Young Guns

All Our Kings Are Dead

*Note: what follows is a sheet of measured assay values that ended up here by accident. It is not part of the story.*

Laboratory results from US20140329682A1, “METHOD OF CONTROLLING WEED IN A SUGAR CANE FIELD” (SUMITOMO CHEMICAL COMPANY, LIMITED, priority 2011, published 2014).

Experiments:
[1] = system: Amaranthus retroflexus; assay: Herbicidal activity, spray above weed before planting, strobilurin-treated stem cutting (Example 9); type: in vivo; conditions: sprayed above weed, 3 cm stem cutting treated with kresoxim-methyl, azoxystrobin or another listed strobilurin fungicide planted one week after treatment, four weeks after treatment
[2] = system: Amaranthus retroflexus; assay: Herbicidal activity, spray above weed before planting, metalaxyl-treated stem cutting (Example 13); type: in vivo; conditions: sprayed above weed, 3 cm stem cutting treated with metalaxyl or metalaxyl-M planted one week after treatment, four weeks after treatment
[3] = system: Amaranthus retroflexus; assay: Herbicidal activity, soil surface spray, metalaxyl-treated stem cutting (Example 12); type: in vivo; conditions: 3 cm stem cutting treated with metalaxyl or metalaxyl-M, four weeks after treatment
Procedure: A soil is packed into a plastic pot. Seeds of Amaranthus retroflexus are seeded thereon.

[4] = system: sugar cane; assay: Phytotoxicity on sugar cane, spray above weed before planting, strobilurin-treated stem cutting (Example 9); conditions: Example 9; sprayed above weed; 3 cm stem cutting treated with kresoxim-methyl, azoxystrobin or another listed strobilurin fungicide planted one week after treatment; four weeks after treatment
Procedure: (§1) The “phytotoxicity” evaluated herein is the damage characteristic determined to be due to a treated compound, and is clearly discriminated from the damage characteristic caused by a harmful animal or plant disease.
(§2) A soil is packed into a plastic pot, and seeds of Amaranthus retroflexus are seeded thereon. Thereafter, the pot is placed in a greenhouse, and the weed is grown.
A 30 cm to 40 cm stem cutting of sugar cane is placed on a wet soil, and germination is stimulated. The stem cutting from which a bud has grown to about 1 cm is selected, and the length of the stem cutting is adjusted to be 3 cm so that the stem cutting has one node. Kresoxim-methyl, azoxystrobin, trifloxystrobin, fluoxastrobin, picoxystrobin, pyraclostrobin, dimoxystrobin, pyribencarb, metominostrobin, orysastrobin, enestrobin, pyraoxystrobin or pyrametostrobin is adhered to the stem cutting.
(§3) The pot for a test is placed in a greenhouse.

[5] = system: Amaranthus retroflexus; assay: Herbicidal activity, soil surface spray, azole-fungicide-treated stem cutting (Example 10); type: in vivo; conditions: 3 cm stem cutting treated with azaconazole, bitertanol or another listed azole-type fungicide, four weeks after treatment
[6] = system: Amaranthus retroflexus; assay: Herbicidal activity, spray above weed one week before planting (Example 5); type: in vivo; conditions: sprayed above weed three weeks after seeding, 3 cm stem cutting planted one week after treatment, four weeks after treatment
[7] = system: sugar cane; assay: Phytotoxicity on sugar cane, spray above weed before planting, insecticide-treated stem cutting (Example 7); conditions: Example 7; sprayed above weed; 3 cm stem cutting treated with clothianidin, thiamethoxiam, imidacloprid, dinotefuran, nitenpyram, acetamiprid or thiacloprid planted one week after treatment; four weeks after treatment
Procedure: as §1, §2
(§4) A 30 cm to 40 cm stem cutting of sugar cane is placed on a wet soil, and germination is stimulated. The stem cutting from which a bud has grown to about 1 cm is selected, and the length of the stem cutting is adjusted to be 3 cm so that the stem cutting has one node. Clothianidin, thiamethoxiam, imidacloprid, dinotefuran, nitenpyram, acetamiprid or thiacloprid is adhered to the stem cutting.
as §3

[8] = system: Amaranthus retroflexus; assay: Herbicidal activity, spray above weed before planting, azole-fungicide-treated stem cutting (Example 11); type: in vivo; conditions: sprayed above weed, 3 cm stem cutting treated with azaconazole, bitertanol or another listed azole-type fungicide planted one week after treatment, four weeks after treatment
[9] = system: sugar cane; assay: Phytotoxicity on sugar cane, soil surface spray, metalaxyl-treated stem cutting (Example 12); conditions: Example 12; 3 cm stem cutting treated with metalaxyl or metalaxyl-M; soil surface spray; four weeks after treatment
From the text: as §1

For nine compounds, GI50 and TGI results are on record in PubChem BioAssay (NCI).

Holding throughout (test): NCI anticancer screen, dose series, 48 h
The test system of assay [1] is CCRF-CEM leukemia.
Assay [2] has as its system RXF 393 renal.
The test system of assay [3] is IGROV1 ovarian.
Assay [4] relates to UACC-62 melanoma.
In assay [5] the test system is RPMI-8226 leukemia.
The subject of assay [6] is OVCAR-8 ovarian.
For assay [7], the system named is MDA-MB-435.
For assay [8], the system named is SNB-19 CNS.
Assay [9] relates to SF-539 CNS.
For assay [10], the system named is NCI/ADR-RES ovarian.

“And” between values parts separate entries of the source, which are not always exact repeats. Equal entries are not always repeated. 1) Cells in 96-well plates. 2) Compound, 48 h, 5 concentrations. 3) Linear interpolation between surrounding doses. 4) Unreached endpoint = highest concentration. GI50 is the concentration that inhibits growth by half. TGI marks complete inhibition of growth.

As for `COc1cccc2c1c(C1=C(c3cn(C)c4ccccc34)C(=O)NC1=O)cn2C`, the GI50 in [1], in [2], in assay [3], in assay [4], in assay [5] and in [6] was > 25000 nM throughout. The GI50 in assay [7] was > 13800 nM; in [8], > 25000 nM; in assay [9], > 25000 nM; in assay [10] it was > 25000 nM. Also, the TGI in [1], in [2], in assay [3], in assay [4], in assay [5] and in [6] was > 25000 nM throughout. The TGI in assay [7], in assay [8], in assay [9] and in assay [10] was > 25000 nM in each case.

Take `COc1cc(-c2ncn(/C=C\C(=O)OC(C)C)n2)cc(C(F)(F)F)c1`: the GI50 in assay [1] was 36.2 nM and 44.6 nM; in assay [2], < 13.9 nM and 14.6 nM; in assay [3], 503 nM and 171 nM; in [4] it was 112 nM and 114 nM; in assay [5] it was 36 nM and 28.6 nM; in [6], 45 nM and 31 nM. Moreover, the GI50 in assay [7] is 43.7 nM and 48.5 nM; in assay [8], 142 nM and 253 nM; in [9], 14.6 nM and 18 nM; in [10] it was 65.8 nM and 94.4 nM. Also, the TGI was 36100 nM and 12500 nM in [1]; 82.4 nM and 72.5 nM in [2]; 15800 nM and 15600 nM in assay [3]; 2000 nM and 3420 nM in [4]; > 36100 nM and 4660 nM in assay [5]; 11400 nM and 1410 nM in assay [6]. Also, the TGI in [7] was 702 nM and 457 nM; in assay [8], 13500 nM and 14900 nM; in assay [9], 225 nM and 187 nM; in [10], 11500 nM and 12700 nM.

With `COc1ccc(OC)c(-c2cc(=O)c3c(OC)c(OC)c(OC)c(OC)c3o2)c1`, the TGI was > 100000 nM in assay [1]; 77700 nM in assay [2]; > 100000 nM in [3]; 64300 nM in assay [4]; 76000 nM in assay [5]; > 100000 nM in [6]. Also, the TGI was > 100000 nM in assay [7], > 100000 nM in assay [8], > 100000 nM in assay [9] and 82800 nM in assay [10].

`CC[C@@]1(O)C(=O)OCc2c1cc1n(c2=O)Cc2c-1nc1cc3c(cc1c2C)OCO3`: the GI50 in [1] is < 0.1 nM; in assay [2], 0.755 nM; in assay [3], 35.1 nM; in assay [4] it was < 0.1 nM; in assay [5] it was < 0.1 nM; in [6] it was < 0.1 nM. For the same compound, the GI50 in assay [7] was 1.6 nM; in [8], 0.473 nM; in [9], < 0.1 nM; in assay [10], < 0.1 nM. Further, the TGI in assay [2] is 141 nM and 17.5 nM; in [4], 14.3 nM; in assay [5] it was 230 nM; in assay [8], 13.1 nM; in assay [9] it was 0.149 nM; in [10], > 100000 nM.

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Hailed as one of the most exciting bands to emerge from the British emo-rock scene, it's not hard to see why High Wycombe five-piece Young Guns were recently invited to open for Bon Jovi on their 02 residency and share the bill with Guns N' Roses at the previous year's Reading Festival, such is the anthemic stadium rock nature of their debut album, All Our Kings Are Dead, released through their own Live Forever label. The album's Dan Weller-produced 12 tracks are chock-full of fist-pumping choruses and pounding rock radio riffs perfectly designed for raising the roof at venues much more imposing than the scene's usual toilet circuit, as on the opening double whammy of "Sons of Apathy," a reverb-laden singalong that deals with the issue of the lack of a father figure, and the Lostprophets-esque "Crystal Clear," as well as the adrenaline-charged "Weight of the World" and the military rhythms and crunching guitars of "Stitches." But while the album firmly establishes their epic credentials, it suffers from a lack of subtlety, as even when Young Guns attempt to embrace their melancholic side, as on the gothic piano of "Winter Kiss" and the orchestral intro of "After the War," they still seem reluctant to abandon their blistering rock formula, while the mosh pit-inducing "D.O.A." and '90s metal throwback "Endless Grey" appear rather overblown and contrived bids to court the Kerrang! audience who might be skeptical about their less-than-credible recent support slots. Gustav Wood's passionate soaring vocals and heartfelt lyrics ensure that Young Guns offer enough variation to stand out from their counterparts, but All Our Kings Are Dead is too much of a one-note affair to fulfill their glowing predictions.

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